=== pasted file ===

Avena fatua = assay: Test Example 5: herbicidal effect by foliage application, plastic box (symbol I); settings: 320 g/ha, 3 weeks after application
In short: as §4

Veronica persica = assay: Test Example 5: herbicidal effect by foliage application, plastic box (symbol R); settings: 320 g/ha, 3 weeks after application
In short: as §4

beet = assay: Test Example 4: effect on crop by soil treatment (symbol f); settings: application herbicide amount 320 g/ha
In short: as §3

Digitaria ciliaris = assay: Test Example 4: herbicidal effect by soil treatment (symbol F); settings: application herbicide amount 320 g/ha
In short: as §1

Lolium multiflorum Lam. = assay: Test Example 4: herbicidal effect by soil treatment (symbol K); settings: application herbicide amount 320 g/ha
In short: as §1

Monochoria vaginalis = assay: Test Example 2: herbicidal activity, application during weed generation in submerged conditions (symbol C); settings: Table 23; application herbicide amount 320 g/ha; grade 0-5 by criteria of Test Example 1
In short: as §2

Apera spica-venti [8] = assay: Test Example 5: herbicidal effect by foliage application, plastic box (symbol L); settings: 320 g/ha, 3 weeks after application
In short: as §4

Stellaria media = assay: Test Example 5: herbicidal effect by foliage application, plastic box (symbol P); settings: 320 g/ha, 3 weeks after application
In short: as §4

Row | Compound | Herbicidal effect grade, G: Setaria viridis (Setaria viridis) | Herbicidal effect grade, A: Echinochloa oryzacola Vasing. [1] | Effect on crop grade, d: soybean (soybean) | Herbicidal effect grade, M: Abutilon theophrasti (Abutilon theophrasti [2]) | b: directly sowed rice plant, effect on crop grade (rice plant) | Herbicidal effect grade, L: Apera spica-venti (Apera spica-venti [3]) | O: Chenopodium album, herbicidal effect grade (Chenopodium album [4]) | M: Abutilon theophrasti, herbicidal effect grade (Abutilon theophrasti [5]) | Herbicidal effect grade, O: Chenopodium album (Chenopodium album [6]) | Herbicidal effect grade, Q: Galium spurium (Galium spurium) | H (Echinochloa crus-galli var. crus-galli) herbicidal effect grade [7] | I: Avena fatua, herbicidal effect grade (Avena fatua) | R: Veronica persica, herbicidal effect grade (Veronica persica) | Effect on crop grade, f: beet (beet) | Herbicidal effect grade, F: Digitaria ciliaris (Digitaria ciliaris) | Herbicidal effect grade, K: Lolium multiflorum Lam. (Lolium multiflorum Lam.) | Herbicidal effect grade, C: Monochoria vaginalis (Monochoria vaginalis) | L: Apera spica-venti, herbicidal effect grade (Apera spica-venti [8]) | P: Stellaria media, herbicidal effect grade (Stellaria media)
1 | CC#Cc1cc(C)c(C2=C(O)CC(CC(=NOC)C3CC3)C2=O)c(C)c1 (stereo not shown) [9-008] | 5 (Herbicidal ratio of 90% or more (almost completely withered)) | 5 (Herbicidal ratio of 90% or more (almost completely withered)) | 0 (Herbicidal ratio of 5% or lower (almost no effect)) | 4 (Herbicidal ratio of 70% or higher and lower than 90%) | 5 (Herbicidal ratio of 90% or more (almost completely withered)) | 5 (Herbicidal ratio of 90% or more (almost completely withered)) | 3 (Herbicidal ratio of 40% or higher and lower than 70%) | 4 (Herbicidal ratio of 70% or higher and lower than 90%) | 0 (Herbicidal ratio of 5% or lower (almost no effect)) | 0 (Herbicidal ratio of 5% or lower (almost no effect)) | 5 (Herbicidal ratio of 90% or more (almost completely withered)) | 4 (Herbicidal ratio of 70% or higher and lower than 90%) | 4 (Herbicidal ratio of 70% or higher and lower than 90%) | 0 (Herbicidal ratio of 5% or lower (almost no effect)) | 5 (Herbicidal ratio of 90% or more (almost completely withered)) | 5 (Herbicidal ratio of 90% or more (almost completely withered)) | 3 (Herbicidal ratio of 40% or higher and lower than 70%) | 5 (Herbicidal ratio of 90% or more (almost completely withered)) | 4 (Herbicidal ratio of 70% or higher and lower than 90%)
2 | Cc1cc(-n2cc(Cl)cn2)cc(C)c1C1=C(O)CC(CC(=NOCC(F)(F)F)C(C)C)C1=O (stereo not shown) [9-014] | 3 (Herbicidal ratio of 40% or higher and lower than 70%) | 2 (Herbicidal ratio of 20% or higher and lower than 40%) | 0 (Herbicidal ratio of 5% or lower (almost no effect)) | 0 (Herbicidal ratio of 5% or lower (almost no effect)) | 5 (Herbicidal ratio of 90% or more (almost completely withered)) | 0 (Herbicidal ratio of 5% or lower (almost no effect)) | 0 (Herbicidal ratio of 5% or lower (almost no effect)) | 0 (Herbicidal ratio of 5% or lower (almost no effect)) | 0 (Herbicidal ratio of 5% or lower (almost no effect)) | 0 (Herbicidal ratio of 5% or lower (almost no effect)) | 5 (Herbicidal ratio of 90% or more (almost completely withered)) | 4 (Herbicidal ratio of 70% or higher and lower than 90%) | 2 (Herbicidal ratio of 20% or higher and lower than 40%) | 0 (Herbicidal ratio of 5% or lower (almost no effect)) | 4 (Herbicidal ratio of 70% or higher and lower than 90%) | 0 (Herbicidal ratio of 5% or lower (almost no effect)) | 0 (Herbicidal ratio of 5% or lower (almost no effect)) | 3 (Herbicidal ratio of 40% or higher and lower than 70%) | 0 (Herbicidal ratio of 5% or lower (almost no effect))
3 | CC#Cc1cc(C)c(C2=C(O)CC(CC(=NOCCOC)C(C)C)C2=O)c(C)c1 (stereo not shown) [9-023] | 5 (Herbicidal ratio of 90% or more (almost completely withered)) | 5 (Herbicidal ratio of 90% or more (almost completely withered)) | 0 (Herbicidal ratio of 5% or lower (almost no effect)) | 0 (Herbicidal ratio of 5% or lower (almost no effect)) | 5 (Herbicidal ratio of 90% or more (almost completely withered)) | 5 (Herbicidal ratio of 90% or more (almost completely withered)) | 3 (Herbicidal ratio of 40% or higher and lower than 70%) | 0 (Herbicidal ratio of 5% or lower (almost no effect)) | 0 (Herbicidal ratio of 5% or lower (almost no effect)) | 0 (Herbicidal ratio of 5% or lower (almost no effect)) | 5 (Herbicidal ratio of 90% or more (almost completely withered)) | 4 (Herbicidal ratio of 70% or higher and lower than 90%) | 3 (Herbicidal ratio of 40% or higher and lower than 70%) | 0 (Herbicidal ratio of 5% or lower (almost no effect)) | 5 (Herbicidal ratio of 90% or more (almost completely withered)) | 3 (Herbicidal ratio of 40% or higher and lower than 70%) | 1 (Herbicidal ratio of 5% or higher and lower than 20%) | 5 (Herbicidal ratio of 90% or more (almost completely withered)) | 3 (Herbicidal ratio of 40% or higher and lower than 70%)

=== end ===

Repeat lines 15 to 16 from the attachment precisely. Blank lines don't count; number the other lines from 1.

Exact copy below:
Stellaria media = assay: Test Example 5: herbicidal effect by foliage application, plastic box (symbol P); settings: 320 g/ha, 3 weeks after application
In short: as §4